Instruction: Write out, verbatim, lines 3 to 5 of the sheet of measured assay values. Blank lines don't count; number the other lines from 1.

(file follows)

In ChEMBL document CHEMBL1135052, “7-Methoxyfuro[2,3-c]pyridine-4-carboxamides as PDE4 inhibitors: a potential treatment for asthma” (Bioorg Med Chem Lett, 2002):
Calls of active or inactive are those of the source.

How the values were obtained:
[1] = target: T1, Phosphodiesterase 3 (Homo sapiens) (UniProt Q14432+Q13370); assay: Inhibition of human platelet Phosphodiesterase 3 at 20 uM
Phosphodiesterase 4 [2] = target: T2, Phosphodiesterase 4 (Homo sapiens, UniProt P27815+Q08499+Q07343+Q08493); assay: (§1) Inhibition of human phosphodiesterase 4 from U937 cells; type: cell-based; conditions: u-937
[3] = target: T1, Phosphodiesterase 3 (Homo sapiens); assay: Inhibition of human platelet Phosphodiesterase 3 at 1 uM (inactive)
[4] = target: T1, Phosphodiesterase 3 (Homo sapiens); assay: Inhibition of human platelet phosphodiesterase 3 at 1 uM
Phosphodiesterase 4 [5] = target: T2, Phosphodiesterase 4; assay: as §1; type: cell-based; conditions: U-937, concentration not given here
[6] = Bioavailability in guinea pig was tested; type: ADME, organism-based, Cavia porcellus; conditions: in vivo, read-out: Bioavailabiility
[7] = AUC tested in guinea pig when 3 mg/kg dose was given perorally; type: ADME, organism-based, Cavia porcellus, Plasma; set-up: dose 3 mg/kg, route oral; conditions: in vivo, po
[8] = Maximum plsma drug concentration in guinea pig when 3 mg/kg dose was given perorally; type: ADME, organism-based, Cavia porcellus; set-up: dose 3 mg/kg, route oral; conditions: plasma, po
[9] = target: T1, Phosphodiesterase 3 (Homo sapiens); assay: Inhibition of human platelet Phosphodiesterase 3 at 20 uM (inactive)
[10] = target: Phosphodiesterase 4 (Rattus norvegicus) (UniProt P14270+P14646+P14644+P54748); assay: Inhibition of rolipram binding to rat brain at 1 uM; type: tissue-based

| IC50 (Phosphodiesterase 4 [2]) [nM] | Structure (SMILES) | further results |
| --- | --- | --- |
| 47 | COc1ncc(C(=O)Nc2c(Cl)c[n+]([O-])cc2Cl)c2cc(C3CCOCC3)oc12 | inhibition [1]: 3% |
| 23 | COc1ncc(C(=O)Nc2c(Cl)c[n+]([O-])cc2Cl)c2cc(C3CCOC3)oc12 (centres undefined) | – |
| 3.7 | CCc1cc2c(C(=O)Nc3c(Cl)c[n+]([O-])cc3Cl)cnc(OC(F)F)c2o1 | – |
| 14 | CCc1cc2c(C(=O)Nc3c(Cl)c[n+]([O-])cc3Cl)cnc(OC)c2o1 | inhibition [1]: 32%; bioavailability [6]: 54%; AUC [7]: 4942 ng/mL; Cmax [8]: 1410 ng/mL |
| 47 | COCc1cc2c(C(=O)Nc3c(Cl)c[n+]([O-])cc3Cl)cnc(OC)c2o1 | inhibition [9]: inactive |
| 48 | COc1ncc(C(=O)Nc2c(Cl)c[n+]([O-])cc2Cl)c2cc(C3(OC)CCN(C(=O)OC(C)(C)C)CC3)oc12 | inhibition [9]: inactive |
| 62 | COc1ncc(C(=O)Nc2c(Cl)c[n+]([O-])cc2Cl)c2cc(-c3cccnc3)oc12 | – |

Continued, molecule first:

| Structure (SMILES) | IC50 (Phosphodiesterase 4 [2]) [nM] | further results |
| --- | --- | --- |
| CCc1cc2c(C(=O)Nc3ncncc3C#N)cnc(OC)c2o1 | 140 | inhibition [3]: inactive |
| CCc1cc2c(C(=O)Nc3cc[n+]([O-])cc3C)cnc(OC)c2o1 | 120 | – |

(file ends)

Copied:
How the values were obtained:
[1] = target: T1, Phosphodiesterase 3 (Homo sapiens) (UniProt Q14432+Q13370); assay: Inhibition of human platelet Phosphodiesterase 3 at 20 uM
Phosphodiesterase 4 [2] = target: T2, Phosphodiesterase 4 (Homo sapiens, UniProt P27815+Q08499+Q07343+Q08493); assay: (§1) Inhibition of human phosphodiesterase 4 from U937 cells; type: cell-based; conditions: u-937